In the context of the global financial and economic crisis, the International Labour Organisation (ILO) has identified the encouragement and protection of independent worker organisation and social dialogue as being of particular importance. In its Global Jobs Pact, it argues that participatory mechanisms are vital in times of heightened social tension and are critical to recovery.
However, the capacity of treaty-based international organisations to effectively promote social and environmental sustainability has been questioned. In reply to the difficulty to comply to formal transnational regulations, new forms of governance have emerged that include market incentives to promote compliance with voluntary standards.
While a great deal of research exists on “private” governance on this model, such as corporate codes of conduct or certification and labelling schemes, less attention has been paid to regulatory approaches in which public international financial institutions make assistance or investment conditional on compliance with technical and normative standards set by other international agencies. The most significant example of this kind of approach is the International Finance Corporation IFC), the private sector lending and investment arm of the World Bank.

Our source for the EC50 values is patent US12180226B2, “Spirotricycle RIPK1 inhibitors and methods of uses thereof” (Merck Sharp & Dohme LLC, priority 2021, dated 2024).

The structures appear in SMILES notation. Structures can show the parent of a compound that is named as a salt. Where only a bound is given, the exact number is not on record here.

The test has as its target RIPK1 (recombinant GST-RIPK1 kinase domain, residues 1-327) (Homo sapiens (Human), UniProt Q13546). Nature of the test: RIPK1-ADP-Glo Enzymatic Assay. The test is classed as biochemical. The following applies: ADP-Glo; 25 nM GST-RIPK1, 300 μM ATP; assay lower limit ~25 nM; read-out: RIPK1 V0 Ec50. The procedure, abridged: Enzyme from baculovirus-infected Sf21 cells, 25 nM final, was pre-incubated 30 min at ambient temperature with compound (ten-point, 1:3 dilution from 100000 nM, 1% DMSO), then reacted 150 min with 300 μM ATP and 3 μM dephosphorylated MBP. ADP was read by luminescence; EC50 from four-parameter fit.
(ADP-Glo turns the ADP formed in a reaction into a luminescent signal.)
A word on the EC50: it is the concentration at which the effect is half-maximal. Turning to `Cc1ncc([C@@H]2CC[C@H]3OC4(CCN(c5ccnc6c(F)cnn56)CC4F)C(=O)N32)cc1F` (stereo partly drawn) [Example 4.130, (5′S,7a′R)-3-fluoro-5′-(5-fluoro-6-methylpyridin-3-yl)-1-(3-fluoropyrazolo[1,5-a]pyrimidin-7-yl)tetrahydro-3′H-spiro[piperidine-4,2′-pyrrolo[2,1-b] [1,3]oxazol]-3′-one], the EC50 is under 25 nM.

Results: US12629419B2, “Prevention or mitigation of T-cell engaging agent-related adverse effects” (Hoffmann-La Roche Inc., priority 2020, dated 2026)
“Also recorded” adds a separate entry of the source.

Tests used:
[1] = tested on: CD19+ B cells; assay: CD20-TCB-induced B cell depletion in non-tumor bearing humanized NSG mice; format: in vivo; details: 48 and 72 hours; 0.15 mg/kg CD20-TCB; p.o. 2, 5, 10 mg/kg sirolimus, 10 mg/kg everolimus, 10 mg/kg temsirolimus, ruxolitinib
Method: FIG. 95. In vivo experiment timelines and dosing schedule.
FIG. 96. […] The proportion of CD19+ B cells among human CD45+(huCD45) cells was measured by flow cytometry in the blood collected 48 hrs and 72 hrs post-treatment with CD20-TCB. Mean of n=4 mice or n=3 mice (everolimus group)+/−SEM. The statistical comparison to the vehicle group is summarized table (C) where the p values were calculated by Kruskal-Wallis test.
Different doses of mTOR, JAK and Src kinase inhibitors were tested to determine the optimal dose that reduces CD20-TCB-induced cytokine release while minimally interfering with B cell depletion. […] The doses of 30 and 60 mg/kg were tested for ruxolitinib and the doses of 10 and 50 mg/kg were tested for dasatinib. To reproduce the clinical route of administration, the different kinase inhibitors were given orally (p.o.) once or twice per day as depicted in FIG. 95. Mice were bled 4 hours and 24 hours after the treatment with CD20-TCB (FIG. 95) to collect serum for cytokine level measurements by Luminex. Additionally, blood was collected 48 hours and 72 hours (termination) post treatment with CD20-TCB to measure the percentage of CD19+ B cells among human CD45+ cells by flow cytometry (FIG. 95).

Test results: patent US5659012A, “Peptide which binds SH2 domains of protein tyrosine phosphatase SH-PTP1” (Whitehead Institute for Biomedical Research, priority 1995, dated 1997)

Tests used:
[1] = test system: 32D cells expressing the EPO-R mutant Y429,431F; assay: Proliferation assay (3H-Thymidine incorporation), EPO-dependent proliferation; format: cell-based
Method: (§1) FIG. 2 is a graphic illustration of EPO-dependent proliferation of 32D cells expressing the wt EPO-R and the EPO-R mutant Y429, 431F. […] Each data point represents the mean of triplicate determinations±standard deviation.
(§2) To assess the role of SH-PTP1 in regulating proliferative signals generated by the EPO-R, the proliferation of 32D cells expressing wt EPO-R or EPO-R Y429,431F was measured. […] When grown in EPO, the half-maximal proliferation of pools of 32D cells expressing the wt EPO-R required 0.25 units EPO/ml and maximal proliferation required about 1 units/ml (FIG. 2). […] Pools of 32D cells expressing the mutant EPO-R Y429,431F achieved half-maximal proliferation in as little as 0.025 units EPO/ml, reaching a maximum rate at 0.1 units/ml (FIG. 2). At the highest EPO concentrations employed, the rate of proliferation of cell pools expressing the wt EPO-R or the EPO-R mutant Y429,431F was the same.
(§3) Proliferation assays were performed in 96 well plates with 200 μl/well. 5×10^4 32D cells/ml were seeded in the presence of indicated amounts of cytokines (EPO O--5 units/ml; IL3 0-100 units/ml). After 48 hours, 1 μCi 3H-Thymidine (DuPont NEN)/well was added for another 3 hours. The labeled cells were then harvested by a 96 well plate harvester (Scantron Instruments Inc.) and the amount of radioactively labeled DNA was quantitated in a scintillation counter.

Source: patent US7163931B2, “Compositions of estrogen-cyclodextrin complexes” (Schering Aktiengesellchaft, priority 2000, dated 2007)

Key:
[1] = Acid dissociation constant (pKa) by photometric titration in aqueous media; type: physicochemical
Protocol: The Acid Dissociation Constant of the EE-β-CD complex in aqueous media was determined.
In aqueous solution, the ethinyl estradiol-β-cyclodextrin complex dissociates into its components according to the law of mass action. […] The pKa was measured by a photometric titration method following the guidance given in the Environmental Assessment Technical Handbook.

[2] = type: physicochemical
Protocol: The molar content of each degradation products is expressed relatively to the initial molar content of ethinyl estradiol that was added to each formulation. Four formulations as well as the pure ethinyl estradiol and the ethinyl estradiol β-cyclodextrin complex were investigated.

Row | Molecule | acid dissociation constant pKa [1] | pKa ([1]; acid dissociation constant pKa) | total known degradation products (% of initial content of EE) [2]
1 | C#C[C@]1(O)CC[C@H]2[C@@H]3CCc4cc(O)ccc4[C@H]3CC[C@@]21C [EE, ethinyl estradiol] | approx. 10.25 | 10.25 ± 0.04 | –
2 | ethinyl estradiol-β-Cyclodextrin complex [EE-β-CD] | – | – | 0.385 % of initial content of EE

Over 1750 loans have been made in the past years that include this contractual condition. This research project seeks to evaluate the effectiveness of this type of contractual governance mechanism with respect to the ILO’s key labour standard of freedom of association.
It will furthermore permit an assessment of the degree to which contract conditions on labour standards have affected worker organisation and social dialogue in IFC client firms, and to describe the means by which labour organisations have – or have not – been able to leverage labour standards conditionality in pursuit of goals related to the principle of freedom of association.